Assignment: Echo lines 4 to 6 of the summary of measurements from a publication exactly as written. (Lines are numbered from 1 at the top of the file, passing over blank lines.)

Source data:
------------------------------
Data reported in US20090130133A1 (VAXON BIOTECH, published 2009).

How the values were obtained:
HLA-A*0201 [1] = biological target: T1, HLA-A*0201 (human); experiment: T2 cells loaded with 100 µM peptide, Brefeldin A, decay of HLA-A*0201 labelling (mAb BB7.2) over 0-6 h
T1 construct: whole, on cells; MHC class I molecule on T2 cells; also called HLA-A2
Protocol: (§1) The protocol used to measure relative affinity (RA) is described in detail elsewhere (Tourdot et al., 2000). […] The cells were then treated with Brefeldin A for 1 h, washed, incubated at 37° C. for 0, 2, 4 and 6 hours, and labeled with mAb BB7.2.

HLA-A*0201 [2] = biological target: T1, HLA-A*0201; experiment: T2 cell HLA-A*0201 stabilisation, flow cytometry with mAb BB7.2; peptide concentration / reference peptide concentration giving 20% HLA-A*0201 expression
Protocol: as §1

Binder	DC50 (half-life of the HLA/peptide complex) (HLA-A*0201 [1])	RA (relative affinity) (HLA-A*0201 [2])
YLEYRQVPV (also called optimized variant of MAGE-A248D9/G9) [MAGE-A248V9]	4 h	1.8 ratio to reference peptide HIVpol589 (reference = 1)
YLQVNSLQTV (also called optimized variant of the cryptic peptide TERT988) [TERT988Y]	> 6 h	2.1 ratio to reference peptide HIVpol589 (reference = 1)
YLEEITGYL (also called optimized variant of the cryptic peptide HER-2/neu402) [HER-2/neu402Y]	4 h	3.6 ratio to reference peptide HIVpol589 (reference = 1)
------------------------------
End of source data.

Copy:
T1 construct: whole, on cells; MHC class I molecule on T2 cells; also called HLA-A2
Protocol: (§1) The protocol used to measure relative affinity (RA) is described in detail elsewhere (Tourdot et al., 2000). […] The cells were then treated with Brefeldin A for 1 h, washed, incubated at 37° C. for 0, 2, 4 and 6 hours, and labeled with mAb BB7.2.

HLA-A*0201 [2] = biological target: T1, HLA-A*0201; experiment: T2 cell HLA-A*0201 stabilisation, flow cytometry with mAb BB7.2; peptide concentration / reference peptide concentration giving 20% HLA-A*0201 expression